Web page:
Early Shortcomings Reversed in West Virginia's Win Over #1 Kansas

West Virginia's win over top-ranked Kansas hinged on a reversal of shortcomings in the first few minutes of the contest – and provide insight into the ways the Mountaineers can overcome the one flaw in their game that likely can't be fixed this season.

For the first five minutes of West Virginia's 74-63 win over the Jayhawks, it was as if the Mountaineers hadn't paid a bit of attention to the scouting report. KU got off five 3-point shots in that span (making three) as WVU failed to close out on shooters. That Kansas came into the game as one of the best distance shooting teams in the country was certainly well-known, but the Mountaineers let Wayne Selden and Devonte Graham fire away with near-impunity.

Also evident during that stretch – and for even a bit longer – was WVU's near-absence of offensive rebounding. Jevon Carter was credited with an offensive rebound and a score with just more than two minutes elapsed, but it was really more of a steal than a rebound, as a Kansas player had both hands on the ball after a running down a Devin Williams miss. The Mountaineers didn't get their second board on that end until the 12:59 mark, and the two following were credited as team and dead ball efforts. It wasn't until Elijah Macon snared an errant Daxter Miles jumper and scored at the 10:40 mark that the Mountaineers got their first clean snare and putback of the game.

From that point, on, however, WVU made a huge turnaround in both areas, and it was reflected on the scoreboard. Trailing 14-9, the Mountaineers embarked on an 18-5 run that gave them an eight-point lead, and despite a couple of Kansas forays they remained in control from that point on. WVU finished with 15 offensive rebounds (opposed to just seven for KU), and forced the Jayhawks into a mid-game stretch in which they made just three of their ten long-distance efforts. Only a late-game flurry, in which the visitors made four of their final five threes (including a desperation bank shot) pushed them back into their normal success range.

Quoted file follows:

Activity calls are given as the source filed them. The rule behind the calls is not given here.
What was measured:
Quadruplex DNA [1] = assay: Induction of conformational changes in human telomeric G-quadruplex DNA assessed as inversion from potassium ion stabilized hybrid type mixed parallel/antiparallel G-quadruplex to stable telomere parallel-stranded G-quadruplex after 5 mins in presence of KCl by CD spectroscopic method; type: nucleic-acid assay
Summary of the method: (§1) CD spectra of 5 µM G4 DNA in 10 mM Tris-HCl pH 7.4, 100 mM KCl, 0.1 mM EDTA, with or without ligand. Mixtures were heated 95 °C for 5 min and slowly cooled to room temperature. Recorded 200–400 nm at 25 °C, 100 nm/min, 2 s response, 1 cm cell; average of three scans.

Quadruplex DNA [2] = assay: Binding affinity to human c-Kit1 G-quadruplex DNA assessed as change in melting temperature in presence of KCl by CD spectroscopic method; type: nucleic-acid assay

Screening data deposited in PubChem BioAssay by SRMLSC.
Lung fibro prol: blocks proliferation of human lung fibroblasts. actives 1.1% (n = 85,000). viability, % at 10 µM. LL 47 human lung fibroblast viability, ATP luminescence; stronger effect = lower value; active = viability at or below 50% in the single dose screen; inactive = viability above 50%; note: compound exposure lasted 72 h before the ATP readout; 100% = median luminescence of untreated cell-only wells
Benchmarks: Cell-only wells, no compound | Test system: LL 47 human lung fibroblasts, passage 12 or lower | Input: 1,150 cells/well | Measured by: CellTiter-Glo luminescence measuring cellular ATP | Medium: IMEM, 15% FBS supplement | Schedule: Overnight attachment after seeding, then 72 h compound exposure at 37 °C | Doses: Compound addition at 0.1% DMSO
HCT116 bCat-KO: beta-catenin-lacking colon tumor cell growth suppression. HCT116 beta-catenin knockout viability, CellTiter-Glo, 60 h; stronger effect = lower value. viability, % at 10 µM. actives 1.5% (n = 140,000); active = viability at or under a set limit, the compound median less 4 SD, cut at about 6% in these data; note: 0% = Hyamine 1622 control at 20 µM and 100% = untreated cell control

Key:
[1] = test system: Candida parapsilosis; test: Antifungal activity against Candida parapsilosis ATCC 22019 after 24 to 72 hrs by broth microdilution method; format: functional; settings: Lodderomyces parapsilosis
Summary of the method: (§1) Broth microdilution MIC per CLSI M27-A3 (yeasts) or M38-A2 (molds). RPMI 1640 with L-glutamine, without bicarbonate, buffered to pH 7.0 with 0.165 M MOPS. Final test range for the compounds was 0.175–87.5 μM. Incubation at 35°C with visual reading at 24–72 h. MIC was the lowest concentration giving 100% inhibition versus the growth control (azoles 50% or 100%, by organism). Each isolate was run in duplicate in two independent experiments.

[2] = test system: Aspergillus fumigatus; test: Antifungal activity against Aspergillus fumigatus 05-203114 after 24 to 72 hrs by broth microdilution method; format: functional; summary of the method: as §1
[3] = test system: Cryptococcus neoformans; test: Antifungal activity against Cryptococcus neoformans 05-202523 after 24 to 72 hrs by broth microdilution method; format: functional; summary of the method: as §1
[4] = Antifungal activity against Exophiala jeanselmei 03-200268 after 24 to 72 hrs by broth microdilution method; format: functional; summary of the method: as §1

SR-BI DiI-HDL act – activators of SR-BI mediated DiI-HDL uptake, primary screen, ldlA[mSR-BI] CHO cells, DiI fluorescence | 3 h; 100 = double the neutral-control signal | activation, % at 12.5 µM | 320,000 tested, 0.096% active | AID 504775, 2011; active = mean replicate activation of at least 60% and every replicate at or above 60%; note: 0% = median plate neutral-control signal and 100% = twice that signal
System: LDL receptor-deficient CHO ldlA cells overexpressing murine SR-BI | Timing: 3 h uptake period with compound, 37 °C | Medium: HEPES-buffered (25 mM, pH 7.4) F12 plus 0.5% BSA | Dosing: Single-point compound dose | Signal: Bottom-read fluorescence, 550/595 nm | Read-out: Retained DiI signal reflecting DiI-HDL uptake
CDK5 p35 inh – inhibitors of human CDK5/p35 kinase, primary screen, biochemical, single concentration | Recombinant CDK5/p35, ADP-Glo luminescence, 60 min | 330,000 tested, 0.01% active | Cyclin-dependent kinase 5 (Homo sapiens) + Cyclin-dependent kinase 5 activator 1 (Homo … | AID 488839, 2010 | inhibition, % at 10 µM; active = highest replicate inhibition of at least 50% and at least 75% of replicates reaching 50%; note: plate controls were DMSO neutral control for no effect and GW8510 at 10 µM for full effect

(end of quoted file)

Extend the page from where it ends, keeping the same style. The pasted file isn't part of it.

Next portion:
There weren't any big secrets to the turnaround. Defensively, WVU recovered and closed out on shooters more effectively. While still trapping at times in the backcourt, the Mountaineers didn't run and jump into traps at the half-court line as much as they usually do, which allowed them to fan out and get to shooters better. Kansas' passing, which is excellent, was never able to consistently break down the defense and get shooters open.

“We tried to run them off the line,” head coach Bob Huggins said afterward, referring to the tactic of getting defenders out on shooters at the arc in order to make them go elsewhere to find shots. “It's hard to come out of pressure and find people, but I thought we did a better job as the game wore on.”

Given KU's shooting and passing prowess, that was something of an understatement. If WVU can execute in the same manner against other teams that pass the ball well (looking at you, Iowa State), the Mountaineers will have a much better chance of getting wins.

On the offensive end, effort and activity might have been the keys in retrieving missed shots. While WVU admittedly gives itself more chances than many teams to retrieve balls on the offensive end, largely because it misses a lot of shots, it simply wasn't getting to the rim much early. Forward Jonathan Holton, who counts 67 offensive boards among his 117 total grabs this year, notes that “just being active” is his key to getting on the glass. After a slow start, he finished with four against Kansas, joining Jaysean Paige (three) and Elijah Macon (two) among those Mountaineers with multiple boards. Every player on the home team but one grabbed an offensive rebound, showing that it's not just the big guys who can have an impact in that most critical of WVU stat areas.

These twin factors helped West Virginia overcome a stat that it will likely be plagued with the for the rest of the year: low shooting percentages. While there may be games here or there where it puts up good to great numbers, its rare when a team makes a quantum leap in a statistical area halfway through the season. In this game, the number was really low – 33% – largely due to a huge number of missed lay-ups and shots from the lane and low blocks. WVU was just 16-39 on such attempts, and that's a figure that will usually lead to a loss. Still, the Mountaineers played so well in every other area that it was able to overcome it.

Going forward, you can't expect WVU to excel in just about every area, as it did against, KU, but it would also be safe to assume that it won't miss 23 shots that occur within two feet, either. The Mountaineers aren't going to be a 50% team from the field, but if it can hover around 45% in league play, they are going to be very difficult to beat.

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